Nick Carraway is a young man who moves to East Egg, which is known for it’s nouveau riche style of living, in the summer of 1922. Nick is very different then the many people he meets, having grown up in the Midwest. He becomes entranced by Gatsby, his neighbor. Not much is known about him, only that he throws parties almost every Saturday. There many wild rumors fly from one person to another, though Nick can’t tell if any of them are true. Nick is then invited to dinner by Daisy, his cousin, who lives in West Egg. Here he learns that Tom, Daisy’s husband, has been cheating on her with a married woman. He is then invited to a party thrown by Gatsby. Through another source Nick is told that Gatsby and Daisy were lovers back in 1917. He meets with Gatsby and finds him to be a very enjoyable type of person. Gatsby asks him to invite Daisy over for tea so he can see her. This begins an affair between the two of them. Tom quickly catches wind of this and takes the group of him Gatsby, Nick, and Daisy to a hotel in New York City. Here he tells Daisy where all Gatsby’s money has come from. Daisy realizes that she can’t leave her husband and they drive back. On the way back...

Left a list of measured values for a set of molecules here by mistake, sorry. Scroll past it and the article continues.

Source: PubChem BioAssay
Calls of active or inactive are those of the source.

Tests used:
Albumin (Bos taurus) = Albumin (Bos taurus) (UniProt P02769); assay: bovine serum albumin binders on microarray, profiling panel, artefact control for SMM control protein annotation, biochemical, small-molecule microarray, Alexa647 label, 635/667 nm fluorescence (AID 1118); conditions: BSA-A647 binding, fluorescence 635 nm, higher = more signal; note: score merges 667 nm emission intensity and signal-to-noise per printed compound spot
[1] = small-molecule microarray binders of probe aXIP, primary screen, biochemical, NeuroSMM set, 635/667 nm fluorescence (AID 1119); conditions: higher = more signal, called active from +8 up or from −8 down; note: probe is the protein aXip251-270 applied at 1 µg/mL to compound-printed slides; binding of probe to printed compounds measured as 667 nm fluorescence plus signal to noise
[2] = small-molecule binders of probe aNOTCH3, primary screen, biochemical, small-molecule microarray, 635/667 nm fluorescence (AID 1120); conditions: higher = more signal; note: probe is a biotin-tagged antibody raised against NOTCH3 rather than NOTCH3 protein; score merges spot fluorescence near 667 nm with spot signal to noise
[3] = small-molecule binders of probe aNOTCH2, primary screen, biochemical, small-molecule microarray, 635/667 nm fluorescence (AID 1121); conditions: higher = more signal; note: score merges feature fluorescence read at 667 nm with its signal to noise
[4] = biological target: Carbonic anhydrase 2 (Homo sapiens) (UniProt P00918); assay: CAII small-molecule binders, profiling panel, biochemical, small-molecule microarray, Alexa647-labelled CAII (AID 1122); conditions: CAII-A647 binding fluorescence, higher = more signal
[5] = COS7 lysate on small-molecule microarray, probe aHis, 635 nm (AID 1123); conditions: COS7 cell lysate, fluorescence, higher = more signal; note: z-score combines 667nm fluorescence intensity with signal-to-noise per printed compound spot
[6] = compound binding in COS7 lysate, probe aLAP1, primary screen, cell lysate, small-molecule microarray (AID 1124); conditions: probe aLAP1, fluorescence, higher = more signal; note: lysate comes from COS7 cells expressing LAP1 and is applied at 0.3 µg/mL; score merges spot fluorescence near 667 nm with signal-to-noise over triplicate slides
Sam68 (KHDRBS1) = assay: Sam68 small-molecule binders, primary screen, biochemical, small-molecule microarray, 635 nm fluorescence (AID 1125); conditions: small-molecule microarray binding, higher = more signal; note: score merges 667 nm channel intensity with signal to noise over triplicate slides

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...w everything as wealth, Nick still saw the good in him. Everyone in the city and the surrounding area care more about how wealthy you are rather then your morals. Tom’s mistress is a perfect example of someone giving up individuality to have wealth. She thinks that if she can be what he wants she will move up. The former American dream gets lost and in its place is the search for wealth and power.
Fitzgerald, F. Scott. The Great Gatsby. New York: Collier, 1925. Print.
Miller, Arthur. Death of a Salesman. New York: Penguin, 1949. Print
Purdue OWL. "MLA Formatting and Style Guide." The Purdue OWL. Purdue U Writing Lab, 10 May 2008. Web. 15 Nov. 2008.
Sisco, Mason. “Past and Hope in The Great Gatsby”. http://reading.cornell.edu. Dec. 19 2009.
SparkNotes Editors. “SparkNote on The Great Gatsby.” SparkNotes.com. SparkNotes LLC. 2002. Web. 7 Dec. 2009.
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